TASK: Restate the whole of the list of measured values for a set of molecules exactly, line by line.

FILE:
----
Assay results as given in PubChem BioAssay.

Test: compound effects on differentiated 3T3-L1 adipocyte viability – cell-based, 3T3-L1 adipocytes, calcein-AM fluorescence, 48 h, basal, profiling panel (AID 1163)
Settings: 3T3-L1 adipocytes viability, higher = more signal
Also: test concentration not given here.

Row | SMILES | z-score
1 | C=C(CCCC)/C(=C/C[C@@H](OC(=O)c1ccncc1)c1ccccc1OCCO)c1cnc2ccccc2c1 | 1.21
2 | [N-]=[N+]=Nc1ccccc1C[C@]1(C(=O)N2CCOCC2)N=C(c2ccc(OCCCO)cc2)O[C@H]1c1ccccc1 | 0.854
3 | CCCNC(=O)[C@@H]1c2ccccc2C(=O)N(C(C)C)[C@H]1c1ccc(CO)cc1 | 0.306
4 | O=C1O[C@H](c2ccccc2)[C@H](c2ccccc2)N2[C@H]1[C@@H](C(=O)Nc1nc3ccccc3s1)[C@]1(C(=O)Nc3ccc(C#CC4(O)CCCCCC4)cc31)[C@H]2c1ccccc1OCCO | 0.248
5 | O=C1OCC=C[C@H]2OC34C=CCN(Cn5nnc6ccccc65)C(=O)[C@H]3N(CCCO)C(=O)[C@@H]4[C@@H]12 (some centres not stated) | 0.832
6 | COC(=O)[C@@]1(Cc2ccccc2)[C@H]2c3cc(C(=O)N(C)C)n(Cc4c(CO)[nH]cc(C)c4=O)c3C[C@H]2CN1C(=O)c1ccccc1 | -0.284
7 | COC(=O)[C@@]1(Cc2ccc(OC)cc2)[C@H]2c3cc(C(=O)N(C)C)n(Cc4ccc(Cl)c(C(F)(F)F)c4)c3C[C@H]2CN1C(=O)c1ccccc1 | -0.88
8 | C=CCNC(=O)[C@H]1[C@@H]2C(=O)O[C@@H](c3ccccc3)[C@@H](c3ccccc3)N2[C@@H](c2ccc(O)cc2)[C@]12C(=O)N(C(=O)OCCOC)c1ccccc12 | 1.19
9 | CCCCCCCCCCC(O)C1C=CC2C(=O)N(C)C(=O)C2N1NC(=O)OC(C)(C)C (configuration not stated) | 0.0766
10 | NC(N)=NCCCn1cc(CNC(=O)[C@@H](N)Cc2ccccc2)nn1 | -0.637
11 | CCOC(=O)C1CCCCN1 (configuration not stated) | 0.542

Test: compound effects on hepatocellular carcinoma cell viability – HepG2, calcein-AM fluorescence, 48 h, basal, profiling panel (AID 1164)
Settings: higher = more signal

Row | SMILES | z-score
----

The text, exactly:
Assay results as given in PubChem BioAssay.

Test: compound effects on differentiated 3T3-L1 adipocyte viability – cell-based, 3T3-L1 adipocytes, calcein-AM fluorescence, 48 h, basal, profiling panel (AID 1163)
Settings: 3T3-L1 adipocytes viability, higher = more signal
Also: test concentration not given here.

Row | SMILES | z-score
1 | C=C(CCCC)/C(=C/C[C@@H](OC(=O)c1ccncc1)c1ccccc1OCCO)c1cnc2ccccc2c1 | 1.21
2 | [N-]=[N+]=Nc1ccccc1C[C@]1(C(=O)N2CCOCC2)N=C(c2ccc(OCCCO)cc2)O[C@H]1c1ccccc1 | 0.854
3 | CCCNC(=O)[C@@H]1c2ccccc2C(=O)N(C(C)C)[C@H]1c1ccc(CO)cc1 | 0.306
4 | O=C1O[C@H](c2ccccc2)[C@H](c2ccccc2)N2[C@H]1[C@@H](C(=O)Nc1nc3ccccc3s1)[C@]1(C(=O)Nc3ccc(C#CC4(O)CCCCCC4)cc31)[C@H]2c1ccccc1OCCO | 0.248
5 | O=C1OCC=C[C@H]2OC34C=CCN(Cn5nnc6ccccc65)C(=O)[C@H]3N(CCCO)C(=O)[C@@H]4[C@@H]12 (some centres not stated) | 0.832
6 | COC(=O)[C@@]1(Cc2ccccc2)[C@H]2c3cc(C(=O)N(C)C)n(Cc4c(CO)[nH]cc(C)c4=O)c3C[C@H]2CN1C(=O)c1ccccc1 | -0.284
7 | COC(=O)[C@@]1(Cc2ccc(OC)cc2)[C@H]2c3cc(C(=O)N(C)C)n(Cc4ccc(Cl)c(C(F)(F)F)c4)c3C[C@H]2CN1C(=O)c1ccccc1 | -0.88
8 | C=CCNC(=O)[C@H]1[C@@H]2C(=O)O[C@@H](c3ccccc3)[C@@H](c3ccccc3)N2[C@@H](c2ccc(O)cc2)[C@]12C(=O)N(C(=O)OCCOC)c1ccccc12 | 1.19
9 | CCCCCCCCCCC(O)C1C=CC2C(=O)N(C)C(=O)C2N1NC(=O)OC(C)(C)C (configuration not stated) | 0.0766
10 | NC(N)=NCCCn1cc(CNC(=O)[C@@H](N)Cc2ccccc2)nn1 | -0.637
11 | CCOC(=O)C1CCCCN1 (configuration not stated) | 0.542

Test: compound effects on hepatocellular carcinoma cell viability – HepG2, calcein-AM fluorescence, 48 h, basal, profiling panel (AID 1164)
Settings: higher = more signal

Row | SMILES | z-score